Activists have been demanding transparency regarding the Rs200 crore scam pertaining to purchases ordered by minister Pankaja Munde but even the State Chief Information Commissioner, who has received a complaint is keeping mum
Can a six-month-old be given chikki – a hard nut based sweet that a mother would hesitate to give even to a two-year-old? Well, that’s precisely what Pankaja Munde, minister of women and child welfare in Maharashtra, ordered, under the mid-day meal scheme, for children between 6 months to 3 years; for anganwadi children up to six years and pregnant mothers in the state.
More shockingly, the order, to the tune of Rs75 crore odd, has been made during the last month of FY2014-1015, which means for the consumption for just one month. This despite, the Nagpur bench of the Bombay High Court banning large scale purchases without auction or tenders and the Tribal Commissioner coming heavily on its adulteration in the earlier purchase of Rs38 crore worth of this chikki in 2013.
Chikki, bought from Suryakant Mahila Audyogik Sahakari Trust, which has again been placed with Rs75 crore order by Ms Munde, has had a dangerously tarnished backdrop. In 2013, the chikki bought from the Trust was found to be adulterated with pieces of blade, clay, mud, worms, fungus and the packets did not contain manufacturing or expiry dates, as per the report from Tribal Commissioner Radhika Rastogi. Besides, the organization does not exist at all on ground zero. Added, to this is the Supreme Court order of providing hot and piping meals for school children, made by local units to ensure freshness and nutrition.
Ironically, when the chikki scam unearthed in 2013, Bharatiya Janata Party (BJP) leaders Nitin Gadkari and Vinod Tawade amongst others, made a lot of noise in Maharashtra Assembly resulting in the establishment of the one man PS Meena Inquiry Committee. This Committee never gave its report. When BJP government was formed in the State, its minister Pankaja Munde did not bat an eyelid in defying the HC ruling and questioning about the Committee’s findings. Audaciously, she gave the contract in February 2015 to the same deadly contractor, who has no qualms to adulterate chikki that could take the life of infants, children and pregnant mothers.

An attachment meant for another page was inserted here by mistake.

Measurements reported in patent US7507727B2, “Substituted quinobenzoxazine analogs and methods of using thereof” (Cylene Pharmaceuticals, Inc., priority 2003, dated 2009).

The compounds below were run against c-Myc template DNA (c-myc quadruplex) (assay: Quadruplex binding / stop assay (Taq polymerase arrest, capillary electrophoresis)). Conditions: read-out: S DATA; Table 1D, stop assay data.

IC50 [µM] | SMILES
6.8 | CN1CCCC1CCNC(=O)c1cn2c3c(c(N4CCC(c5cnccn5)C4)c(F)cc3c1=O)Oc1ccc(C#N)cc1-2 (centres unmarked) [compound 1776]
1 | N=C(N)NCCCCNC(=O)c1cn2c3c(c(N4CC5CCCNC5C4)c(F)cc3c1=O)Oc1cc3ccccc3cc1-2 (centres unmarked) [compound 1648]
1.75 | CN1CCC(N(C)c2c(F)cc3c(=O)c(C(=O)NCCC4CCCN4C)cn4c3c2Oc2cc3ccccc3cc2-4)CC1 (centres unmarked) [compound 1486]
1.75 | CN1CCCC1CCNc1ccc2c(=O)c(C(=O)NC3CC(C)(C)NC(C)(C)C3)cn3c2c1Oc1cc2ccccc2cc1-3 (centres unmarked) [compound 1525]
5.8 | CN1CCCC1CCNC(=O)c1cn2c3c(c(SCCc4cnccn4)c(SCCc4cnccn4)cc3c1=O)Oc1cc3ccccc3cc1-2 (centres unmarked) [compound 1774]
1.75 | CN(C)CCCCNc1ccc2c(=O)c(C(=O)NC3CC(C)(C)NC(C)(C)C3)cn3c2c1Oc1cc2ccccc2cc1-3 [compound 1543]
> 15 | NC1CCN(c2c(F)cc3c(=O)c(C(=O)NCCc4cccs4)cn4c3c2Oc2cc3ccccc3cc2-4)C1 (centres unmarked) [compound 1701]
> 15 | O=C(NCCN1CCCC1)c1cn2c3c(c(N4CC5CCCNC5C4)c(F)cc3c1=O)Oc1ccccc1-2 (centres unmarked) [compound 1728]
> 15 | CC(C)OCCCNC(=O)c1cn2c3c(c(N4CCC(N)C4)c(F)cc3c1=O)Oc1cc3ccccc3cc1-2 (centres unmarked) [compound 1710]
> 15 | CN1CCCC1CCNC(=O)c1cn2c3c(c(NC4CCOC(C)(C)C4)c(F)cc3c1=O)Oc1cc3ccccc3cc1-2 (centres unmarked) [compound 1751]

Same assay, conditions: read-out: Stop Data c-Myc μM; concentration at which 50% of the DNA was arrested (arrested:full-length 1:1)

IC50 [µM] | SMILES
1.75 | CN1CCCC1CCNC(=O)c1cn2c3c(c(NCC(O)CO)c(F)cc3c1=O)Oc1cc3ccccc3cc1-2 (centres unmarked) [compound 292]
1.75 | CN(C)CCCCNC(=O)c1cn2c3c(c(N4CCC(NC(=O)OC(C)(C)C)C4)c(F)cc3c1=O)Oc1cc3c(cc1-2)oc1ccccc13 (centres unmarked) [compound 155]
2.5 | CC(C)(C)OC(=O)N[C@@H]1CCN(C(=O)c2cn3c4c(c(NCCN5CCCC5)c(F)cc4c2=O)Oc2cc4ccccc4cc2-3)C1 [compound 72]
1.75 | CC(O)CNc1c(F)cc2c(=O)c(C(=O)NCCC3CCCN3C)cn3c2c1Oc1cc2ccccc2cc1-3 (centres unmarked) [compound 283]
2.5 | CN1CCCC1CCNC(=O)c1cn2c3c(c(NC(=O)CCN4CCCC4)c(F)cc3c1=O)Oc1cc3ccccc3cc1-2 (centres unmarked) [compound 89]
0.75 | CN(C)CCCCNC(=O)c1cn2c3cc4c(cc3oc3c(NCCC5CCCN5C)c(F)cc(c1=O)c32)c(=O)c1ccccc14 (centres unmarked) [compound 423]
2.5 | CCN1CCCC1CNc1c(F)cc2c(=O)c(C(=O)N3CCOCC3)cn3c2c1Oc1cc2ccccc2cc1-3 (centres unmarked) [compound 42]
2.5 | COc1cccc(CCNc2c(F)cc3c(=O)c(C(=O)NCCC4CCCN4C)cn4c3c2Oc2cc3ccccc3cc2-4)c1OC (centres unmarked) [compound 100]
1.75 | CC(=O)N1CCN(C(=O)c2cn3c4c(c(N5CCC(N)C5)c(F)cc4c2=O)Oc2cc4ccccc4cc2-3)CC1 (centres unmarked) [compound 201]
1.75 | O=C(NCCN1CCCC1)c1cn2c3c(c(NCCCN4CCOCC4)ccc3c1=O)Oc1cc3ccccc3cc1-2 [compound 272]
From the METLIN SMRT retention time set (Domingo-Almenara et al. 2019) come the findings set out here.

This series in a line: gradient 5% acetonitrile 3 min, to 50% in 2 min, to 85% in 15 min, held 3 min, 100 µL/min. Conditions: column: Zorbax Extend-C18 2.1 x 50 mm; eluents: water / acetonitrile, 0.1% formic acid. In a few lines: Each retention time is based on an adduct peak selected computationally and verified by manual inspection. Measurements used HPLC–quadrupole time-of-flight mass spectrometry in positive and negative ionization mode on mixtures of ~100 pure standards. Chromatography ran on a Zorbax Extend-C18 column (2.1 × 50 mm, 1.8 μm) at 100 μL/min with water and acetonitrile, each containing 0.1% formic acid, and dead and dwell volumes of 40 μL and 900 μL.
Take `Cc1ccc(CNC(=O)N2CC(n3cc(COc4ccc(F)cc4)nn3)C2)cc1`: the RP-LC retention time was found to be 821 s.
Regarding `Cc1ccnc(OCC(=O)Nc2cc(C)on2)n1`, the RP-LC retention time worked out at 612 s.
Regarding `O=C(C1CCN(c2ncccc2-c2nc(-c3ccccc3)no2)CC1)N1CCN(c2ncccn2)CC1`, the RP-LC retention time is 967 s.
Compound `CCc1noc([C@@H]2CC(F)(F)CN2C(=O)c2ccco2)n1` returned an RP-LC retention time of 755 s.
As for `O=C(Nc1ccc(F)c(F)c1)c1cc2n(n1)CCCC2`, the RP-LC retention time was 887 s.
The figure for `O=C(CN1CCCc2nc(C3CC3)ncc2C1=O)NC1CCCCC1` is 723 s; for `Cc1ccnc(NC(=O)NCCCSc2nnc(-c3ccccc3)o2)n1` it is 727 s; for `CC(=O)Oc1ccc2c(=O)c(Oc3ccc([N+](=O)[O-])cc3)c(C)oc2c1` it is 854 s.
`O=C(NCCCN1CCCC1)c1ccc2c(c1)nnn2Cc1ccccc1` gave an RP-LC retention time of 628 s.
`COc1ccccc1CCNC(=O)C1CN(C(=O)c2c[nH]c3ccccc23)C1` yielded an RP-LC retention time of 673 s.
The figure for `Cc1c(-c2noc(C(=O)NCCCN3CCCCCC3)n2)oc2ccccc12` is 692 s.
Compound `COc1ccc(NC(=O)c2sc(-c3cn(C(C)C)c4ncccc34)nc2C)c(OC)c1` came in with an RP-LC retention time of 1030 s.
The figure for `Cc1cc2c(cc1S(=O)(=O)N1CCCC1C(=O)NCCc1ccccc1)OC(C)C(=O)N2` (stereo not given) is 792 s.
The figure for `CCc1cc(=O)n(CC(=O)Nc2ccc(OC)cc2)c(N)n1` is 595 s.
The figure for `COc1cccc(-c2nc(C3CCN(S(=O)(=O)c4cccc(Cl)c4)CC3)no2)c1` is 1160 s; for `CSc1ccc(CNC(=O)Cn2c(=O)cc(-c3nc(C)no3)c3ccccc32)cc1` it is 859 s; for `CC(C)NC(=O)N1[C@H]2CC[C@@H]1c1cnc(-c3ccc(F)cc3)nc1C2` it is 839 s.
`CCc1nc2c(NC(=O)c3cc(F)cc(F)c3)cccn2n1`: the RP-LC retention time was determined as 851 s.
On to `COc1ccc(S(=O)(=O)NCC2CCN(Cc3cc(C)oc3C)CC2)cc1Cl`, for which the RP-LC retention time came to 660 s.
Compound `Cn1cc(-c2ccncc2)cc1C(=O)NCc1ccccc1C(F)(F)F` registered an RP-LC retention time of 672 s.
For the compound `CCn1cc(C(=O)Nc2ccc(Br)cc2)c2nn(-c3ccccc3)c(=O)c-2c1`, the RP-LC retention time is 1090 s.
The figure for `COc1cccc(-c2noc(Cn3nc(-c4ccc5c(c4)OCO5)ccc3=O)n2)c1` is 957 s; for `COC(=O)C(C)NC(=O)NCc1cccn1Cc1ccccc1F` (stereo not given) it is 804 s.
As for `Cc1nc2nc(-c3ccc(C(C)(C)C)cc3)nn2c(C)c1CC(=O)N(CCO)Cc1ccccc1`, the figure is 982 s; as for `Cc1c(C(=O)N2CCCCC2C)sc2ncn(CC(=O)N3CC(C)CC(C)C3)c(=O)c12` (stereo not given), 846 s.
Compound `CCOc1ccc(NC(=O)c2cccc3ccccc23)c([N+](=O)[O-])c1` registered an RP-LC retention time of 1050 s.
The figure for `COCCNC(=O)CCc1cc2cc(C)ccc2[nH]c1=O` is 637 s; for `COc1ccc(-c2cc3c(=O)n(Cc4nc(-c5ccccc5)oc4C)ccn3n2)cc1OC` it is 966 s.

Despite this deadly scandal that concerns lives of young children and pregnant mothers, Chief Minister Devendra Fadnavis, State Chief Information Commissioner (SCIC) Ratnakar Gaikwad as well as the Anti-Corruption Bureau (ACB) is maintaining silence.
Given this backdrop, isn’t it the right of every citizen to know why taxpayers’ money is being laundered for corrupt and vested interest purposes such as these, and one that could dangerously affect the health of thousands of children and pregnant mothers? Precisely for this reason, RTI activist Vijay Kumbhar has lodged a complaint with SCIC Gaikwad, stating it is mandatory to put in public domain, all documents pertaining not only to the chikki scam, but other purchases amounting to Rs205 crore.
In his complaint of 1st July to SCIC, Kumbhar said, “Maharashtra government’s Women and Child Welfare department has recently given a purchase order of Rs206 crore in one day alone. This was ordered on 13 February 2015, for chikki, mats, dishes, books and hand paper for anganwadi schools across Maharashtra. It is mandatory, under Section 4 of the RTI Act, for the public authority, in this case the Women and Child Welfare department to put up the government resolution (GR) along with relevant information pertaining to the purchase, in the public domain, that is, the website. However, this has not been done and information continues to be opaque.
“I had written to Chief Minister Fadnavis on 24th June, requesting him to put the information in public domain. I got a reply stating that the letter has been sent to the appropriate authority for action, however nothing has happened. The information is of large public interest as the entire expenditure comes from taxpayers’ money. Since these are administrative decisions, the process of decision making comes has to be made public as it comes under Section 4 (1) wherein it is mandatory to make public administrative decisions, including the processes that finally made the decisions,” Kumbhar said.